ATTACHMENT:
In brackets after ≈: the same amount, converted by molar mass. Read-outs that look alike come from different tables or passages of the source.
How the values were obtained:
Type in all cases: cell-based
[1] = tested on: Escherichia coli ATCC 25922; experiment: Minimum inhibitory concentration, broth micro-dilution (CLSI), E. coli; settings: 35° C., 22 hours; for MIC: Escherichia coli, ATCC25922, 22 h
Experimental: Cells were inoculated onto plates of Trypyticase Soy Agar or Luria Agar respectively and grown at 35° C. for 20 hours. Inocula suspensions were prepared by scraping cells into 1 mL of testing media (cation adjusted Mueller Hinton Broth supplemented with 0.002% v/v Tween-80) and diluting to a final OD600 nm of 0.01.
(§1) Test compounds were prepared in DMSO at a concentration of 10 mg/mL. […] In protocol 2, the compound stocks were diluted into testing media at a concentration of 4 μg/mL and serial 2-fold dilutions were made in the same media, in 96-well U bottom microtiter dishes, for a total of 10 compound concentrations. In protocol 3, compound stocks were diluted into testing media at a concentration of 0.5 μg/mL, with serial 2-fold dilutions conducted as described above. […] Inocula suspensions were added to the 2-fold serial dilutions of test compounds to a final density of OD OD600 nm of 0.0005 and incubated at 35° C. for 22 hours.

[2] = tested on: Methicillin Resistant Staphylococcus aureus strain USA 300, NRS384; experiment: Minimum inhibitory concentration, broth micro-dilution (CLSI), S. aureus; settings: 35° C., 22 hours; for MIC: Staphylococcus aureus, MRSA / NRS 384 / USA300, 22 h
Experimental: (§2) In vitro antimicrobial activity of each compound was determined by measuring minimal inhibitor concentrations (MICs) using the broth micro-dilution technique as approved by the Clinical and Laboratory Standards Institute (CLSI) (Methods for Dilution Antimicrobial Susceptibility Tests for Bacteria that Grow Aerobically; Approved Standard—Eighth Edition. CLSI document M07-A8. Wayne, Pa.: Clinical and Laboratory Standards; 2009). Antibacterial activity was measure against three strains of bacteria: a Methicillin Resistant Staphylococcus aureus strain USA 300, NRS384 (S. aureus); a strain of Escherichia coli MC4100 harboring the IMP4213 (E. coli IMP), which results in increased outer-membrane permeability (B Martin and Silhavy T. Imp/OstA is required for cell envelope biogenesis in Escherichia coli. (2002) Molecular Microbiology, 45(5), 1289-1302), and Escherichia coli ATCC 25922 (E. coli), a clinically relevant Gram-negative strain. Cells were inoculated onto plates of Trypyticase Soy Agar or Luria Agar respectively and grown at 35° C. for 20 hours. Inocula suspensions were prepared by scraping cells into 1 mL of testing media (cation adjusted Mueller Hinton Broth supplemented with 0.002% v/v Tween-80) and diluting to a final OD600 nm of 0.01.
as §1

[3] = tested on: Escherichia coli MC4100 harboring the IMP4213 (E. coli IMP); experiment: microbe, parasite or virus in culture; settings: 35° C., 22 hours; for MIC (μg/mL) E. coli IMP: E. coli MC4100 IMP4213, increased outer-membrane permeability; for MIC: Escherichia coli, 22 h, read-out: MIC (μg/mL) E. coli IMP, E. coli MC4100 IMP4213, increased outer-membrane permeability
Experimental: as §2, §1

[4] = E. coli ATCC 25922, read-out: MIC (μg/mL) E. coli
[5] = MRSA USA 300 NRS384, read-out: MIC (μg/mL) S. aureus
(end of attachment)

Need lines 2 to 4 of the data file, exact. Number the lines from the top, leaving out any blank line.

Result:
How the values were obtained:
Type in all cases: cell-based
[1] = tested on: Escherichia coli ATCC 25922; experiment: Minimum inhibitory concentration, broth micro-dilution (CLSI), E. coli; settings: 35° C., 22 hours; for MIC: Escherichia coli, ATCC25922, 22 h